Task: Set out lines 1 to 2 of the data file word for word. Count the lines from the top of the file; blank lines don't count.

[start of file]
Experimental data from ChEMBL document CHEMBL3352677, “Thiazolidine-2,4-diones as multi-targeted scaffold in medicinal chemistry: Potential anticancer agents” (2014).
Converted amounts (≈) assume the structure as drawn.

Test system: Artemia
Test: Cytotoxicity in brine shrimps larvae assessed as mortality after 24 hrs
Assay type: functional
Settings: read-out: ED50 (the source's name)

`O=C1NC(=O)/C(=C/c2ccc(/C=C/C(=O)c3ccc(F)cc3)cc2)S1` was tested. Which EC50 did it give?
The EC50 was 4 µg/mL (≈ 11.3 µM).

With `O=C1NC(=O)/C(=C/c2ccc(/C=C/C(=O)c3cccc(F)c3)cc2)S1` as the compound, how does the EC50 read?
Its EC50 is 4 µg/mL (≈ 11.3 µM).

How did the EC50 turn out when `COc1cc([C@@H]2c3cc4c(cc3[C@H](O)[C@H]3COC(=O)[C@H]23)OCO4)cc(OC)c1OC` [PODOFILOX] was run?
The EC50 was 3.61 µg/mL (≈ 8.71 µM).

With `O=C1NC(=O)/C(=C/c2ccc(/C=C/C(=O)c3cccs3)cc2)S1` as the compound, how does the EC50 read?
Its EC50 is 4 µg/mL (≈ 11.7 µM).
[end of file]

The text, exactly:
Experimental data from ChEMBL document CHEMBL3352677, “Thiazolidine-2,4-diones as multi-targeted scaffold in medicinal chemistry: Potential anticancer agents” (2014).
Converted amounts (≈) assume the structure as drawn.